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Title:Modeling the seasonal adaptation of circadian clocks by changes in the network structure of the suprachiasmatic nucleus
Authors:ID Bodenstein, Christian (Author)
ID Gosak, Marko (Author)
ID Schuster, Stefan (Author)
ID Marhl, Marko (Author)
ID Perc, Matjaž (Author)
Files:.pdf PLoS_Computational_Biology_2012_Bodenstein_et_al._Modeling_the_Seasonal_Adaptation_of_Circadian_Clocks_by_Changes_in_the_Network_Structu.PDF (1005,71 KB)
MD5: 745124DB53A994A3A015A19E2498A853
URL http://dx.plos.org/10.1371/journal.pcbi.1002697
Work type:Scientific work
Typology:1.01 - Original Scientific Article
Organization:FNM - Faculty of Natural Sciences and Mathematics
Abstract:The dynamics of circadian rhythms needs to be adapted to day length changes between summer and winter. It has been observed experimentally, however, that the dynamics of individual neurons of the suprachiasmatic nucleus (SCN) does not change as the seasons change. Rather, the seasonal adaptation of the circadian clock is hypothesized to be a consequence of changes in the intercellular dynamics, which leads to a phase distribution of electrical activity of SCN neurons that is narrower in winter and broader during summer. Yet to understand this complex intercellular dynamics, a more thorough understanding of the impact of the network structure formed by the SCN neurons is needed. To that effect, we propose a mathematical model for the dynamics of the SCN neuronal architecture in which the structure of the network plays a pivotal role. Using our model we show that the fraction of long-range cell-to-cell connections and the seasonal changes in the daily rhythms may be tightly related. In particular, simulations of the proposed mathematical model indicate that the fraction of long-range connections between the cells adjusts the phase distribution and consequently the length of the behavioral activity as follows: dense long-range connections during winter lead to a narrow activity phase, while rare long-range connections during summer lead to a broad activity phase. Our model is also able to account for the experimental observations indicating a larger light-induced phase-shift of the circadian clock during winter, which we show to be a consequence of higher synchronization between neurons. Our model thus provides evidence that the variations in the seasonal dynamics of circadian clocks can in part also be understood and regulated by the plasticity of the SCN network structure.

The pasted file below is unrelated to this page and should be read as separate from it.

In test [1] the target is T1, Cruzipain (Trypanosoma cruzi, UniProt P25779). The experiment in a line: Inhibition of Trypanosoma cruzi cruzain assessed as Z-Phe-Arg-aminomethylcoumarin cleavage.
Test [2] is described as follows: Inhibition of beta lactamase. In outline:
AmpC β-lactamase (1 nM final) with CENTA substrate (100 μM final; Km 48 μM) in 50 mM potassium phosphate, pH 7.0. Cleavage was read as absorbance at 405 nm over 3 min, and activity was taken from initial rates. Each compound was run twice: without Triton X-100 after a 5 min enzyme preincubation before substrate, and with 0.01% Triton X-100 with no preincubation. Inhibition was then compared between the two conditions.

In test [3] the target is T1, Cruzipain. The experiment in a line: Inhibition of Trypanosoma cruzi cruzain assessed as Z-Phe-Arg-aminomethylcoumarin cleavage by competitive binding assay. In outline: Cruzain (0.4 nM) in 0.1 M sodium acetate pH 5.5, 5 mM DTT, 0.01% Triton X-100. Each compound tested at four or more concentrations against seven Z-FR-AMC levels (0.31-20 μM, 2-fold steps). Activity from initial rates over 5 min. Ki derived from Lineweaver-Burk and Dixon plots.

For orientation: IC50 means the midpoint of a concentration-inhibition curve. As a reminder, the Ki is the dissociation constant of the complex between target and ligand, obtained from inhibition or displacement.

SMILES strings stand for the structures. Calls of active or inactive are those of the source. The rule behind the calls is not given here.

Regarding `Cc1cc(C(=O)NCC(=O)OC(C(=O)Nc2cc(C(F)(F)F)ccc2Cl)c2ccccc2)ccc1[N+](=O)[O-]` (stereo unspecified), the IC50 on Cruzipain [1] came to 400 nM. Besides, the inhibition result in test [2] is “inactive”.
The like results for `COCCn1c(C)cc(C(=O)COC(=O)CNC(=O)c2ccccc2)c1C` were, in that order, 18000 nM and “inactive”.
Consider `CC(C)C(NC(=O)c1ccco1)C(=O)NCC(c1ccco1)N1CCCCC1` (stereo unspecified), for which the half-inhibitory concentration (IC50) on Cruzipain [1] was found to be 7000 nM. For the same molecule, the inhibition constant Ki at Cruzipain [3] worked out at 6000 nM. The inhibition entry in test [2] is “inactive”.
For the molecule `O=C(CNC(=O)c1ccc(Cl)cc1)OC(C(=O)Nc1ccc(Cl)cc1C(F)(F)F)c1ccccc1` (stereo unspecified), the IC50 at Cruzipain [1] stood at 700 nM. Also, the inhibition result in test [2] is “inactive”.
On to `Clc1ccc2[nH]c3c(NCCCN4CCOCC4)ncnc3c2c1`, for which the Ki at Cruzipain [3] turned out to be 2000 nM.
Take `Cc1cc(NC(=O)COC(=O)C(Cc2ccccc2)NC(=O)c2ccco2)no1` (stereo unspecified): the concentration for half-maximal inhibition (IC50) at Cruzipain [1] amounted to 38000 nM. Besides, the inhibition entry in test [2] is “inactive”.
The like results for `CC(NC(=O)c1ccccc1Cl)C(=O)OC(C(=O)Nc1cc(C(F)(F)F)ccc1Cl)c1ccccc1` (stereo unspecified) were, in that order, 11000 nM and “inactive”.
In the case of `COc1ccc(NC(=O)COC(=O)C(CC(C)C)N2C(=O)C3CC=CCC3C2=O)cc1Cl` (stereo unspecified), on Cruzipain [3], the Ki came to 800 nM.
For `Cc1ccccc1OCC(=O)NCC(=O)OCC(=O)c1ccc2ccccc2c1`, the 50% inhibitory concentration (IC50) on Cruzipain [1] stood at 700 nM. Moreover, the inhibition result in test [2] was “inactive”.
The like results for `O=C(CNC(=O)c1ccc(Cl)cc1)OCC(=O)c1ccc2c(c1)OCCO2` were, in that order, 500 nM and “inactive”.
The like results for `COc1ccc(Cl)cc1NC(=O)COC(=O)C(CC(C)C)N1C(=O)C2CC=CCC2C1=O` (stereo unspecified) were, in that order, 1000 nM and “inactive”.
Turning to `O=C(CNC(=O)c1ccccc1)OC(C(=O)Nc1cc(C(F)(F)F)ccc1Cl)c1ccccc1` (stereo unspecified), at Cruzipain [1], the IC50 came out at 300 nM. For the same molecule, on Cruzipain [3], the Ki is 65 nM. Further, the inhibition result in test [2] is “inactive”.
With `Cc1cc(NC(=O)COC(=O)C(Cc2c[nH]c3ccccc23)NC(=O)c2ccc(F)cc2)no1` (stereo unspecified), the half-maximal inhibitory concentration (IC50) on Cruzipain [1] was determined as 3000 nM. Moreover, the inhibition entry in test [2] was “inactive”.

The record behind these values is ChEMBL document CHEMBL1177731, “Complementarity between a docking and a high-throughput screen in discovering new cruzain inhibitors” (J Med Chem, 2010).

Keywords:circadian rhythms, neuronal networks, small world, structures
Publication status in journal:Published
Article version:Publisher's version of article
Year of publishing:2012
Number of pages:str. 1-12
Numbering:Letn. 8, št. 9
PID:20.500.12556/DKUM-66250 New window
ISSN on article:1553-734X
COBISS.SI-ID:19375368 New window
DOI:10.1371/journal.pcbi.1002697 New window
Publication date in DKUM:16.06.2017
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Record is a part of a journal

Title:PLoS Computational Biology
Shortened title:PLoS Comput. Biol.
Publisher:Public Library of Science
COBISS.SI-ID:512883993 New window

Document is financed by a project

Funder:ARRS - Agencija za raziskovalno dejavnost Republike Slovenije
Project number:J1-4055
Name:Fizika evolucijskih procesov


License:CC BY 4.0, Creative Commons Attribution 4.0 International
Description:This is the standard Creative Commons license that gives others maximum freedom to do what they want with the work as long as they credit the author.
Licensing start date:16.06.2017

Secondary language

Keywords:cirkadiani ritmi, nevronske mreže, mali svet, strukture


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